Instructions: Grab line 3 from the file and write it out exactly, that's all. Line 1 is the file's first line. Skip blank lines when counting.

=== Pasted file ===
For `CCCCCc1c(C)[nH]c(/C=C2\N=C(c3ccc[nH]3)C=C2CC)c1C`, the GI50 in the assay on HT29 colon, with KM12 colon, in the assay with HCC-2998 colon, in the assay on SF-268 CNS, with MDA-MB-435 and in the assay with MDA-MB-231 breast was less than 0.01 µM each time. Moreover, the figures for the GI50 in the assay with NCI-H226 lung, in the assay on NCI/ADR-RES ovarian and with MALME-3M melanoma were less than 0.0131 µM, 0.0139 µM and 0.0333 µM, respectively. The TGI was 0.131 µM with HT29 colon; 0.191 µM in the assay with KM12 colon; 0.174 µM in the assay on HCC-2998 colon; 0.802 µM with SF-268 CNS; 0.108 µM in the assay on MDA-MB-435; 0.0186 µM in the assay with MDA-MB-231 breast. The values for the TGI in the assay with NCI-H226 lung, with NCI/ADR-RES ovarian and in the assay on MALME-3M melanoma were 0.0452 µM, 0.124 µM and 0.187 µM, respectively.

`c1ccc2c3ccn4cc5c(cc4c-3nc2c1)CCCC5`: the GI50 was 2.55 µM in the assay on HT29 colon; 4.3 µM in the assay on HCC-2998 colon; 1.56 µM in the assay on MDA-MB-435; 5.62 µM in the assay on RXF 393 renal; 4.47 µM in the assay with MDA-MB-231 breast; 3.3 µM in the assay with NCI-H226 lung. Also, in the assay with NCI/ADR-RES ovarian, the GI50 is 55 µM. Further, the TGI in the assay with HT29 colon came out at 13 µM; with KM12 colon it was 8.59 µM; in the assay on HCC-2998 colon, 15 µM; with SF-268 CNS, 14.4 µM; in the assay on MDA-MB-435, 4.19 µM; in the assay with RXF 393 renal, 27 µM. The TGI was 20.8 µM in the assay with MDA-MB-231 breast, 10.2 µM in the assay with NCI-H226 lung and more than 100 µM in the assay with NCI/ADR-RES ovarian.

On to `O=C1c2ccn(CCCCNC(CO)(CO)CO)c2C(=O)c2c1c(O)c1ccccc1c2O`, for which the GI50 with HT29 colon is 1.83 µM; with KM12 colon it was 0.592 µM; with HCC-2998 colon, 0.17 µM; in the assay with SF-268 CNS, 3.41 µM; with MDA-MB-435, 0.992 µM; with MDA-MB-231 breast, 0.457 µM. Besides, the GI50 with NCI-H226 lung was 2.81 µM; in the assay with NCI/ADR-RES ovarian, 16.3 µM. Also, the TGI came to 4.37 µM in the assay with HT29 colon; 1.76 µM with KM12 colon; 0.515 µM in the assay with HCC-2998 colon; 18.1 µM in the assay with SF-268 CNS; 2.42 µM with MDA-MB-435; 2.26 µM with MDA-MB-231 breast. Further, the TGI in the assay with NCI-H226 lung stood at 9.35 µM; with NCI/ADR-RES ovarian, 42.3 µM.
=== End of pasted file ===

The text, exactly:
On to `O=C1c2ccn(CCCCNC(CO)(CO)CO)c2C(=O)c2c1c(O)c1ccccc1c2O`, for which the GI50 with HT29 colon is 1.83 µM; with KM12 colon it was 0.592 µM; with HCC-2998 colon, 0.17 µM; in the assay with SF-268 CNS, 3.41 µM; with MDA-MB-435, 0.992 µM; with MDA-MB-231 breast, 0.457 µM. Besides, the GI50 with NCI-H226 lung was 2.81 µM; in the assay with NCI/ADR-RES ovarian, 16.3 µM. Also, the TGI came to 4.37 µM in the assay with HT29 colon; 1.76 µM with KM12 colon; 0.515 µM in the assay with HCC-2998 colon; 18.1 µM in the assay with SF-268 CNS; 2.42 µM with MDA-MB-435; 2.26 µM with MDA-MB-231 breast. Further, the TGI in the assay with NCI-H226 lung stood at 9.35 µM; with NCI/ADR-RES ovarian, 42.3 µM.